Central to cholesterol regulation are LDL receptors, which sit at the surface of liver cells and remove cholesterol from the blood, thereby lowering serum levels. PCSK9 in the bloodstream controls the number of LDL receptors by marking them for degradation. Therefore, agents that inhibit PCSK9 increase the number of LDL receptors that remove cholesterol.
Nitric oxide is a molecule that is known to prevent heart attacks by dilating blood vessels. In the new study, Stamler and colleagues showed that nitric oxide can also target and inhibit PCSK9, and thus lower cholesterol. They identify a small molecule drug that functions to increase nitric oxide inactivation of PCSK9. Mice treated with the drug display a 70-percent reduction in LDL “bad” cholesterol.
As to how the discovery pertains to cancer, emerging evidence suggests targeting PCSK9 can improve the efficacy of cancer immunotherapies.
“PCSK9 not only targets LDL receptors for degradation, it also mediates the degradation of MHC 1 on lymphocytes, which is used for recognition of cancer cells” said Stamler. “PCSK9 is effectively preventing your lymphocytes from recognizing cancer cells. So, if you inhibit PCSK9, you can boost the body’s cancer surveillance. There may be an opportunity one day to apply these new drugs to that need.”
Maltz Museum free events: The Maltz Museum, 2929 Richmond Road in Beachwood, is opening its doors for no-cost or low-cost winter special holiday events.
The Maltz Museum will be open from 11a.m. to 5 p.m., Nov.25-27, for Thanksgiving weekend. There is a cost of $12 for adults and $10 for students and seniors; and $5 for youths.Admission is free for members and children under 5.
Museum members will a receive a 25-percent discount Nov. 15 to Dec 18.
Free events will include Holiday Happines: A Multicultural Celebration , from 1:30-3 p.m. Dec.11; and Hear Our Voices: Annual MLK Day Celebration, from 11 a.m. to 5 p.m. Jan. 16.
For more information about these and other events, call 216-593-0575, or visit maltzmuseum.org.
Heights Libraries happenings: The Greater Cleveland Food Bank Drive-thru Mobile Pantry will visit the Lee Road Library branch,2345 Lee Road in Cleveland Heights, from 5-7 p.m. Nov. 28. Fred fresh produce will be given out to families and individuals in need. You must be 18 years or older and have a photo ID. Make sure your car trunk is clean. Food is given on a first-come, first-served basis. The line starts on Ormond Ave. The event will be held rain or shine. If you have questions, contact the Libraries’ Community Engagement Associate at 216-932-3600,ext. 250.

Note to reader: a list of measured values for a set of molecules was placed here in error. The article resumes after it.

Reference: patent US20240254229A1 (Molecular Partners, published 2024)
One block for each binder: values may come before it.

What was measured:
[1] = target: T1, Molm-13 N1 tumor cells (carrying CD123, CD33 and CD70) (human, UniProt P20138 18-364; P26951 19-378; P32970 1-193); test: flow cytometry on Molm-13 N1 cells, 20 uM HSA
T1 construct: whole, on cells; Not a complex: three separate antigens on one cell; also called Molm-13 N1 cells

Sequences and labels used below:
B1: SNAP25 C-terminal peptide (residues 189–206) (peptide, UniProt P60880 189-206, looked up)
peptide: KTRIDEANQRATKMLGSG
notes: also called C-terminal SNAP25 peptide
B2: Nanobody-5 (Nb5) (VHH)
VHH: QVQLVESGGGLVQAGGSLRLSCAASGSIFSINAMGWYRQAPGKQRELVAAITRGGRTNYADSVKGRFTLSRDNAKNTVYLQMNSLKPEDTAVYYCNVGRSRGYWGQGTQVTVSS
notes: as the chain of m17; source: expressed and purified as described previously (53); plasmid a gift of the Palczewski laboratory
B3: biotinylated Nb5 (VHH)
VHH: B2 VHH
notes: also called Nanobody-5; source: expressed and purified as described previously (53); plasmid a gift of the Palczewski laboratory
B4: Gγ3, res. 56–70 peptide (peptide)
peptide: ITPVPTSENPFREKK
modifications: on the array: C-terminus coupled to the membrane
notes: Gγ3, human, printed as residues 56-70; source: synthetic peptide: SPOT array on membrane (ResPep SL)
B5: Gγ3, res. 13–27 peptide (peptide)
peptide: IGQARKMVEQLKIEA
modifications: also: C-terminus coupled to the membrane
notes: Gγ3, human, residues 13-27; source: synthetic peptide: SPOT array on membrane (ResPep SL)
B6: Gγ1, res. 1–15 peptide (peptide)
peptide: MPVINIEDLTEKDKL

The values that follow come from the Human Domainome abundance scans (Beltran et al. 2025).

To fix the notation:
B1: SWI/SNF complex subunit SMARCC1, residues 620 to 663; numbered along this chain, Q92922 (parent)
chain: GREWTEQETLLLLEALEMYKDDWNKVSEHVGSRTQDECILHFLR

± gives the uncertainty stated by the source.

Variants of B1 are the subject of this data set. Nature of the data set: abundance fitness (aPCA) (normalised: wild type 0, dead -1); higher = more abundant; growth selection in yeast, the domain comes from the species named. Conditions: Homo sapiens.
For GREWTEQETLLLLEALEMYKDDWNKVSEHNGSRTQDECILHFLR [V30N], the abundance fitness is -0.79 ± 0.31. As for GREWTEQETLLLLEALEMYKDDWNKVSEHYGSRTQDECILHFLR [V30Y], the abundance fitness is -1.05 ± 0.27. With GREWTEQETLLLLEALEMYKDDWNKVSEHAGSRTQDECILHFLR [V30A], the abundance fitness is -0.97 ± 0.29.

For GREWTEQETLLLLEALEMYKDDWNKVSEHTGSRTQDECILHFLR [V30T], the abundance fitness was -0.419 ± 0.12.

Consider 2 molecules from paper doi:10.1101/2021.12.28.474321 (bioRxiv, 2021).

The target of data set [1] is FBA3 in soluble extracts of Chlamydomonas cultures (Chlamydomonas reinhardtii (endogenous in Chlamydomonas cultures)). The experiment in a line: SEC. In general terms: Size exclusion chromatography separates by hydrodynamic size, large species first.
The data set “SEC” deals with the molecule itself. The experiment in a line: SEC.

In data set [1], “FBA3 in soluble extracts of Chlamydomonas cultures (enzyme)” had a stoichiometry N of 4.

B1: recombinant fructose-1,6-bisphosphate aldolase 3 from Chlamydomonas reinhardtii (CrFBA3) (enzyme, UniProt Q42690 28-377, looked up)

— “Read with a Librarian” will be held from 5-7 p.m. Nov. 29 at the Noble Neighborhood branch, 2800 Noble Road in Cleveland Heights. Caregivers of children in K-5th grade are encouraged to sign their children up to practice reading out loud with a librarian trained in early literacy techniques. Bring your favorite books or choose from a selection hand-picked by the children’s librarians.
Individualized reading sessions are 20 minutes long and include a prize for participating. Reservations are required. To make a registration, call the Noble Neighborhood branch Children’s Department at 216-291-5665, ext. 1330.
— Baby Rhyme Time Drop In will be held from 9-9:45 a.m. Nov. 25 at the niversity Heights Library,13866 Cedar Road. Stop by the UH library to introduce your baby to the joys of storytime. There will be books, bounces, bubbles, and Coco the storytime bear. This event is for babies up to 12 months of age.
Siegal to get Medal of Honor from Israel’s President: Michael Siegal, the former Jewish Federations of North America board chair, is one of five notable leaders who will be awarded the prestigious Israeli Presidential Medal of Honor, according to an announcement issued by the Office of President Isaac Herzog. The prize, which is the highest civil medal awarded by the president of Israel, will be presented in recognition of Siegal’s extraordinary commitment to the Jewish nation and to advancing ties between Israel and North American Jewry.
Siegal is the Executive Chairman of Olympic Steel, Inc., and served as the Chairman of The Jewish Agency for Israel from 2017-2022, the Chair of Israel Bonds from 2007-2010, the Chair of Jewish Federations of North America from 2012-2015, and the Chair of the Board of the Jewish Federation of Greater Cleveland from 2010-2013. Siegal, along with his wife Anita, helped establish the Michael and Anita Siegal One Happy Camper Scholarship Fund with the Foundation of Jewish Camping.
“I am deeply honored and humbled to be receiving this award,” said Siegal, in a release. “I am proud to stand on the shoulders of those who created and prayed for a Jewish nation to exist. It is a privilege to be alive when Israel is reaching its 75th anniversary and along with my fellow recipients, to have played our small part in assisting the advancement of the Jewish people and State.”